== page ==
PR Campaigns – The blog

November 11, 2008

PRWeb in Plain English

The best presentations are those that tell a story and relate to an audience at an emotional level.  Often PR practitioners propose solutions or ideas that will ultimately result in positive outcomes.  By incorporating unique creativity into a presentation, the audience will not only be engaged but will also have a better understanding of the story.  I found a very clever video presentation called, PRWeb in Plain English.  This video was created by Common Craft and describes quite simply the benefits of using PRWeb’s newswire service to enhance the visibility of online news releases.  This isn’t a conventional visual presentation by any means.  It incorporates hand-drawn characters and paper cutouts that tell the story of PRWeb’s services and how they relate to you, the viewer.  Occasionally hands appear in the video, shifting the paper cutouts and even gesturing emotions.  In some ways, it’s corny, but it’s also very creative and fun to watch.  The voiceover flows smoothly over the story, which is illustrated with sketches and cutouts in a clear, simplistic way.  This kind of visual presentation might not be appropriate for every professional situation, however the storytelling demonstrated in the video is useful for PR practitioners because it channels creativity and emphasizes clarity and simplicity.  These are important things to keep in mind when developing presentations, especially since attention spans don’t last very long.  At one point in this video, hand-drawn PR pitches are flowing down a “River of News” while journalists, analysts, consumers and bloggers hold fishing rods along the current waiting to pick information with keywords that interest them.  Clarity, appropriateness and storytelling are key components to be mindful of when reaching out to an audience.  As PR practitioners it’s important to be aware of not only PRWeb’s services, but to also recognize similar storytelling techniques in this video that might enhance our presentations.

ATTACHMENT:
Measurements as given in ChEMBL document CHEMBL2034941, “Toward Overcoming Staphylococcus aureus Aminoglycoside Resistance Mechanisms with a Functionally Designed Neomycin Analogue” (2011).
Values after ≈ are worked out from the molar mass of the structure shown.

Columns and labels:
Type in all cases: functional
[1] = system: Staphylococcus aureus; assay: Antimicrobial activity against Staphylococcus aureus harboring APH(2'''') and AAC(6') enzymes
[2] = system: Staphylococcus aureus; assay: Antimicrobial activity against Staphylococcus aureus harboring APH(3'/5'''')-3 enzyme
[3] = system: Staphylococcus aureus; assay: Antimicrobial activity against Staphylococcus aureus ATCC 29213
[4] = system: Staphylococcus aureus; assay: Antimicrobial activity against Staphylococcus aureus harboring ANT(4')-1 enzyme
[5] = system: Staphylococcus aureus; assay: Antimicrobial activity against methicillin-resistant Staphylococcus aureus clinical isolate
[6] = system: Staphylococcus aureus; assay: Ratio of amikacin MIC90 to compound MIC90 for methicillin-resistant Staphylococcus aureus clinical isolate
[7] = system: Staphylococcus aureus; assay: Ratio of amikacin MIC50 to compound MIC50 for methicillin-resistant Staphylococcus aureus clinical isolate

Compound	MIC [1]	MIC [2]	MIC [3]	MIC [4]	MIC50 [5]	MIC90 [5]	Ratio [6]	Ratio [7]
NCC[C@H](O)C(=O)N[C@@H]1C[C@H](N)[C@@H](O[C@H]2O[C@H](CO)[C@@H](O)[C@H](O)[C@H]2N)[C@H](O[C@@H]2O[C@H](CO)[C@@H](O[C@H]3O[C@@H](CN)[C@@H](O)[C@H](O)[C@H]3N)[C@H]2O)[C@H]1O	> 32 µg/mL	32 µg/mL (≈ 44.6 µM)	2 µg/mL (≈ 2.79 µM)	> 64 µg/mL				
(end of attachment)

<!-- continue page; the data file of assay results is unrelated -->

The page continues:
October 30, 2008

To use video or not to use video? That is the question.

Filed under: The Agency — bkranz @ 9:47 pm
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Mark Rose, of PRBlogNews.com, recently posted about the use of video in the PR profession. He discusses the slow process of changing the tedious tasks PR practitioners do every day into “web-based digital assets.” According to Rose, the process of creating and implementing pitches and news releases is a thing of the past. Digitally enhancing these everyday tasks (for PR professionals, that is) makes them readily available to both clients and the public. 

Even those not involved in PR are using video as a new outlet. Rose counts the Wall Street Journal as a video-friendly web site. Presidential debates, interviews and other news stories can be seen on web sites like the Wall Street Journal and other news sites. Videos greatly enhance a news story, as a video can often humanize words.

Rose also states that Business Wire, a global communications company, has partnered with Digital Citizen Media, a digital media production company. This partnership that will establish, manage, track and promote digital media in PR. This business venture will help Business Wire members utilize Digital Citizen Media to better meet the needs of the corporations.

Video can be extremely helpful in visualizing stories and presentations, what do you think about incorporating this method into regular PR tasks such as news releases and pitches? Does it help or inhibit the profession? Does it dehumanize practitioners?

October 18, 2008

Mena Trott: Building a friendlier world through blogs

Filed under: Metis PR — marialinda17 @ 12:11 am